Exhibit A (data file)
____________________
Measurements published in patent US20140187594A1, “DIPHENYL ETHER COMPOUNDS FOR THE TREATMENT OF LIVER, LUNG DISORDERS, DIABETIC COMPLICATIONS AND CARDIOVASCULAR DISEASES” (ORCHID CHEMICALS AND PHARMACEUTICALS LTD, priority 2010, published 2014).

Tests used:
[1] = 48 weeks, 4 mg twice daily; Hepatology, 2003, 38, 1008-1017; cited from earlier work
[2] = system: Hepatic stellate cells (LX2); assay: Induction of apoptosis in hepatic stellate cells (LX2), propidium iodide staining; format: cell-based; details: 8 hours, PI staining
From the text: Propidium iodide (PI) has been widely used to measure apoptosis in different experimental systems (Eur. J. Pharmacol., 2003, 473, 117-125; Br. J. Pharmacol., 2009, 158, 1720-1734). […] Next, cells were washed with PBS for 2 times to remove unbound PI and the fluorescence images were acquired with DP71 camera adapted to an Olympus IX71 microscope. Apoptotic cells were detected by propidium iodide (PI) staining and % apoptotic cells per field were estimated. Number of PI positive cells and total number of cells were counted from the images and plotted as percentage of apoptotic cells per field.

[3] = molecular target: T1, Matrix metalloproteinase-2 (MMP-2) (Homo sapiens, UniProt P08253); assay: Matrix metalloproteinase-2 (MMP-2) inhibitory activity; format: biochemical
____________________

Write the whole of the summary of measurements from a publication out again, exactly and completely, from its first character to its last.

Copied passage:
Measurements published in patent US20140187594A1, “DIPHENYL ETHER COMPOUNDS FOR THE TREATMENT OF LIVER, LUNG DISORDERS, DIABETIC COMPLICATIONS AND CARDIOVASCULAR DISEASES” (ORCHID CHEMICALS AND PHARMACEUTICALS LTD, priority 2010, published 2014).

Tests used:
[1] = 48 weeks, 4 mg twice daily; Hepatology, 2003, 38, 1008-1017; cited from earlier work
[2] = system: Hepatic stellate cells (LX2); assay: Induction of apoptosis in hepatic stellate cells (LX2), propidium iodide staining; format: cell-based; details: 8 hours, PI staining
From the text: Propidium iodide (PI) has been widely used to measure apoptosis in different experimental systems (Eur. J. Pharmacol., 2003, 473, 117-125; Br. J. Pharmacol., 2009, 158, 1720-1734). […] Next, cells were washed with PBS for 2 times to remove unbound PI and the fluorescence images were acquired with DP71 camera adapted to an Olympus IX71 microscope. Apoptotic cells were detected by propidium iodide (PI) staining and % apoptotic cells per field were estimated. Number of PI positive cells and total number of cells were counted from the images and plotted as percentage of apoptotic cells per field.

[3] = molecular target: T1, Matrix metalloproteinase-2 (MMP-2) (Homo sapiens, UniProt P08253); assay: Matrix metalloproteinase-2 (MMP-2) inhibitory activity; format: biochemical